The Adjustment of Status for EB2 NIW

Good news: the Adjustment of Status (or I-485) is a much simpler process than the I-140 step. In the I-140 part, you must convince the USCIS officer that you qualify under the National Interest Waiver category (the infamous three Dhanasar prongs!). Now, you only need to submit a lot of documents to prove, among other things, that you have been in good standing with immigration during the entirety of your US journey. Note: This step is only relevant to petitioners already in the United States. If you are abroad, you should follow Consular Processing instead!

You can file for Adjustment of Status concurrently with your I-140 petition, or separately after the I-140 petition has been approved by the United States Citizenship and Immigration Services (USCIS). We have discussed the pros and cons from each option in a separate blog post that you may want to review.

Below is a typical structure for the AOS package. Keep in mind that these are the general contents for most applicants, but your specific case depending on your immigration status may need additional documents. Check the USCIS official website for each form to understand the supporting evidence you need.

For example, for form I-485, go to the official USCIS website for this form and open the PDF “Instructions for form I-485”. Each form has a similar website where you can find the instructions.

Typical structure of Adjustment of Status package (main petitioner)

▷ Adjustment of Status cover letter

A brief letter addressed to the USCIS letting them know you are requesting the AOS and detailing what documentation you are enclosing.

▷ Filing fee for I-485 

As of 2024 this fee is $1,440. Check this other blog post to see the breakdown of the total costs for EB2 NIW green card.

▷ Filled out and signed Form I-485

▷ Documents related to I-485.

The USCIS website for I-485 describes the initial evidence needed when you mail in this form. Essentially, you need to attach:

  1. Two photos. Quoting USCIS “You must submit two recent identical color passport-style photographs of yourself. The photos must have a white to off-white background, be printed on thin paper with a glossy finish, and be unmounted and unretouched. The two recent identical color passport-style photos must be 2 by 2 inches. The photos must be in color with full face, frontal view on a white to off-white background. Head height should measure 1 to 1 3/8 inches from top of hair to bottom of chin, and eye height is between 1 1/8 to 1 3/8 inches from bottom of photo. Your head must be bare unless you are wearing headwear as required by a religious denomination of which you are a member. Using a pencil or felt pen, lightly print your name and A-Number (if any) on the back of the photo.”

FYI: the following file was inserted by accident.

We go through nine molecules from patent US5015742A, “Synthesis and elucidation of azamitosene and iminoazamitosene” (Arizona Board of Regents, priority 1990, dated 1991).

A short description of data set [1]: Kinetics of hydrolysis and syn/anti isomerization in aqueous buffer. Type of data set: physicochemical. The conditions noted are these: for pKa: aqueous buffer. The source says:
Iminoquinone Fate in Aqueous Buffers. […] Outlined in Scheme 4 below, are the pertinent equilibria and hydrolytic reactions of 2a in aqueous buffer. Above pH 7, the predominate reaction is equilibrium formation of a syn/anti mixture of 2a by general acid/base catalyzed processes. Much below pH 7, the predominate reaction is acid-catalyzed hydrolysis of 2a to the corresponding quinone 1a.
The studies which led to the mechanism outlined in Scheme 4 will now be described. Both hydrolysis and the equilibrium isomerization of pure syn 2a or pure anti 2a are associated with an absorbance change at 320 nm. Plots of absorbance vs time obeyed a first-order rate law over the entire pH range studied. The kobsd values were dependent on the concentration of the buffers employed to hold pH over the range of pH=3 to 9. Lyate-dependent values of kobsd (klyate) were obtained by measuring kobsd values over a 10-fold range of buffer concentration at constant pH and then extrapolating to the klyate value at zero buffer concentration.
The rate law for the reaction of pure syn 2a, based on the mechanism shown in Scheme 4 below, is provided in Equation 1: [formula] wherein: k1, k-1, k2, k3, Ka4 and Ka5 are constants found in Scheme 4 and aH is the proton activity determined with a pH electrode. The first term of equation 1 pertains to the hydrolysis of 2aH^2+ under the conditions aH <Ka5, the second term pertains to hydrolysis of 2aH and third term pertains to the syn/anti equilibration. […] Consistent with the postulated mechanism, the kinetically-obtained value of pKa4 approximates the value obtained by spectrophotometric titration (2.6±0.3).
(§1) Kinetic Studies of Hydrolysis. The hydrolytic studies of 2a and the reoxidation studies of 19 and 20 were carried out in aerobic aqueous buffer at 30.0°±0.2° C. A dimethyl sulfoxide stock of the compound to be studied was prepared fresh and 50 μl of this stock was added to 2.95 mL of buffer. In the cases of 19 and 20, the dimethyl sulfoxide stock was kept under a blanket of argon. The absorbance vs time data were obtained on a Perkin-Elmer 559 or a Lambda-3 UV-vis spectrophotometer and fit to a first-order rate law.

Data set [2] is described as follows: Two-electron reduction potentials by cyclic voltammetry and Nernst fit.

2. Some photo government ID, for example, your passport page
  3. Birth certificate with translation to English if in a foreign language (the translator must provide a translation oath and you can check my petition to see how I did it).
  4. The I-797 Approval Notice for the approved I-140 if you filed it separately
  5. Documentation proving you have never been out of status in the US. Essentially, submit copies of all your current and previous visa stamps and associated documents (I-797 for H visas, I-20 for F visas, DS-2019 for J visas…) and the I-94s for your entries in the US, and Travel history (get your I-94 and Travel History from the official CPB website)
  6. Documentation proving you intend to work on the same occupation specified in Form I-140. According to USCIS: “If you filed Form I-140 as a self-petitioner, you must intend to work in the occupational field specified in the Form I-140. You must provide a signed statement confirming this intent unless you are filing Form I-485 together with your Form I-140.” In my case I added this statement and I informed them I was still employed at the same company and provided the 3 most recent paychecks as proof. This was extra information I volunteered.
  7. Form I-693, Report of medical examination and vaccination record. Since April 2024 medical exams do not expire (as long as they were obtained after November 2023), so it makes sense to enclose the medical exams in a closed envelope in your petition.

▷ Filing fee for I-765